Book Image

Rust Standard Library Cookbook

By : Jan Hohenheim, Daniel Durante
Book Image

Rust Standard Library Cookbook

By: Jan Hohenheim, Daniel Durante

Overview of this book

Mozilla’s Rust is gaining much attention with amazing features and a powerful library. This book will take you through varied recipes to teach you how to leverage the Standard library to implement efficient solutions. The book begins with a brief look at the basic modules of the Standard library and collections. From here, the recipes will cover packages that support file/directory handling and interaction through parsing. You will learn about packages related to advanced data structures, error handling, and networking. You will also learn to work with futures and experimental nightly features. The book also covers the most relevant external crates in Rust. By the end of the book, you will be proficient at using the Rust Standard library.
Table of Contents (12 chapters)

How it works...

To demonstrate how to read and write a binary file, we will create a little custom binary protocol. It will start with what is called a magic number, that is, a certain hardcoded value. Our magic number will be the binary representation of the MyProtocol string. We can put a b before the string to tell Rust that we want the text to be represented as a binary slice (&[u8]) instead of a string slice(&str) [26].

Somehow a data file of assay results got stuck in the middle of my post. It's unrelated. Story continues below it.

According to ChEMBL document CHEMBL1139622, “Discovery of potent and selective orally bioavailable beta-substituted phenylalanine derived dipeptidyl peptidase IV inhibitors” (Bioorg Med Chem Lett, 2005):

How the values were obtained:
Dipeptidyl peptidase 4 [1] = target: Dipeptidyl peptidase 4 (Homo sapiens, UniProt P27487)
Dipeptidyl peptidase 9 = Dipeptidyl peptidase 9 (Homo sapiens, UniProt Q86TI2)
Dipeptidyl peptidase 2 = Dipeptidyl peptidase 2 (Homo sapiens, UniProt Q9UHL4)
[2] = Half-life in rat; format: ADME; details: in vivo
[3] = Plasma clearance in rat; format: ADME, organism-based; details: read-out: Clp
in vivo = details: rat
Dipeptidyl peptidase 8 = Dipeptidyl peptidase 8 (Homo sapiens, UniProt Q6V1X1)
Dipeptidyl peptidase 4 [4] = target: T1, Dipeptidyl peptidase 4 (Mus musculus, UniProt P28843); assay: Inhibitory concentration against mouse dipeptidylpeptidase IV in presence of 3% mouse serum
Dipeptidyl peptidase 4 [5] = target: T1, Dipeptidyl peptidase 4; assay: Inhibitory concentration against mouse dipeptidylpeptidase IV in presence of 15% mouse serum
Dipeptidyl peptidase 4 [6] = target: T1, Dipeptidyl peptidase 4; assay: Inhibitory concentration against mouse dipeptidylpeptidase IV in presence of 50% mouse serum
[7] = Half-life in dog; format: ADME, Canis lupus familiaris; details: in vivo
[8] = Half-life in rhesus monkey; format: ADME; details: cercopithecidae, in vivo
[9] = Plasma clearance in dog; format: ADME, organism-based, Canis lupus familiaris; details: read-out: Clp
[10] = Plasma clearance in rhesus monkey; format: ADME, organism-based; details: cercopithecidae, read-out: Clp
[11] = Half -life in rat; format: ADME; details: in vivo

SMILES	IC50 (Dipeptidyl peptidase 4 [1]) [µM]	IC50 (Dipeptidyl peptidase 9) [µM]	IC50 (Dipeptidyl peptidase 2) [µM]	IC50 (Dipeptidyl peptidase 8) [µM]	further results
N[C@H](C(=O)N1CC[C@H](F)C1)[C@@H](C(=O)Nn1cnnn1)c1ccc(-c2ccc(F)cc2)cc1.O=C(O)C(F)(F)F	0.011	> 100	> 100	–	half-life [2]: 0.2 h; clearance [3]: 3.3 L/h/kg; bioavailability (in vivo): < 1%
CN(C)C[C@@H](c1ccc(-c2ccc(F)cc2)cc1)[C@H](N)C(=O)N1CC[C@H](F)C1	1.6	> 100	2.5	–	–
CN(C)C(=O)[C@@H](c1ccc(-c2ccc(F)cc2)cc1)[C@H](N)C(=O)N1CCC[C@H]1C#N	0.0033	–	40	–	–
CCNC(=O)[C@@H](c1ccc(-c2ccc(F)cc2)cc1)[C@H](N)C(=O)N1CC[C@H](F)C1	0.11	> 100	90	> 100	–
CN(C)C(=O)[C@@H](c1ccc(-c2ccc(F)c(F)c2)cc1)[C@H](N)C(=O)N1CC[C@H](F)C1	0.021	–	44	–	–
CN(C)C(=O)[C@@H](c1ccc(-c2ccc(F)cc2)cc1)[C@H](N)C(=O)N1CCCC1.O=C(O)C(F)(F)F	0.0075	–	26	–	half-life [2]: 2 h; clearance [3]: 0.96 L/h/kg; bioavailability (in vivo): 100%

Many protocols and files start with magic numbers to indicate what they are. For example, the internal headers of .zip files start with the magic hex numbers 0x50 and 0x4B. These represent the initials PH in ASCII, which is short for the name of its creator Phil Katz. Another example would be PDF; it starts with 0x25, 0x50, 0x44, and 0x46, which stands for PDF%, followed by a version number.

Afterward, we follow it by the binary representation of either LE or BE to tell the reader the endianness of the rest of the data [31]. Finally, we have the...